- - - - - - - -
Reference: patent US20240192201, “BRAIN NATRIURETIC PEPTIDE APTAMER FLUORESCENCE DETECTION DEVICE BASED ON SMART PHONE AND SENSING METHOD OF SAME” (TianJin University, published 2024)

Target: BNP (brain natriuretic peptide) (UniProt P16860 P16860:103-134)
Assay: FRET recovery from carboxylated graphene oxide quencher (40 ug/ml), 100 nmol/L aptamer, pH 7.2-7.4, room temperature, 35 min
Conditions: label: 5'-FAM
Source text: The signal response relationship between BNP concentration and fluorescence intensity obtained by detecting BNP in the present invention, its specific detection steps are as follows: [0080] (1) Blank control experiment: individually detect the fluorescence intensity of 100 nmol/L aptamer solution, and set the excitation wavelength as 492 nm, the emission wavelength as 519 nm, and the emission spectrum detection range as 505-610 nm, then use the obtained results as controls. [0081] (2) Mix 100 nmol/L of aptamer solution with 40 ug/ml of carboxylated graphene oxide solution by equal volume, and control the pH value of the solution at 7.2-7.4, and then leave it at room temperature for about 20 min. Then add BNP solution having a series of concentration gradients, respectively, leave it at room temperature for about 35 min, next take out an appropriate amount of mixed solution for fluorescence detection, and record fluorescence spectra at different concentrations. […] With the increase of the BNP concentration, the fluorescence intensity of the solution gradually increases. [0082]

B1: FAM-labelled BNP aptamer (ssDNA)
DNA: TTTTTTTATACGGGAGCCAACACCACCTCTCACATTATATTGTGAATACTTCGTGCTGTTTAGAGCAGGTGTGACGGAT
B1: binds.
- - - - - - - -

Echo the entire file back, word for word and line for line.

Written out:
Reference: patent US20240192201, “BRAIN NATRIURETIC PEPTIDE APTAMER FLUORESCENCE DETECTION DEVICE BASED ON SMART PHONE AND SENSING METHOD OF SAME” (TianJin University, published 2024)

Target: BNP (brain natriuretic peptide) (UniProt P16860 P16860:103-134)
Assay: FRET recovery from carboxylated graphene oxide quencher (40 ug/ml), 100 nmol/L aptamer, pH 7.2-7.4, room temperature, 35 min
Conditions: label: 5'-FAM
Source text: The signal response relationship between BNP concentration and fluorescence intensity obtained by detecting BNP in the present invention, its specific detection steps are as follows: [0080] (1) Blank control experiment: individually detect the fluorescence intensity of 100 nmol/L aptamer solution, and set the excitation wavelength as 492 nm, the emission wavelength as 519 nm, and the emission spectrum detection range as 505-610 nm, then use the obtained results as controls. [0081] (2) Mix 100 nmol/L of aptamer solution with 40 ug/ml of carboxylated graphene oxide solution by equal volume, and control the pH value of the solution at 7.2-7.4, and then leave it at room temperature for about 20 min. Then add BNP solution having a series of concentration gradients, respectively, leave it at room temperature for about 35 min, next take out an appropriate amount of mixed solution for fluorescence detection, and record fluorescence spectra at different concentrations. […] With the increase of the BNP concentration, the fluorescence intensity of the solution gradually increases. [0082]

B1: FAM-labelled BNP aptamer (ssDNA)
DNA: TTTTTTTATACGGGAGCCAACACCACCTCTCACATTATATTGTGAATACTTCGTGCTGTTTAGAGCAGGTGTGACGGAT
B1: binds.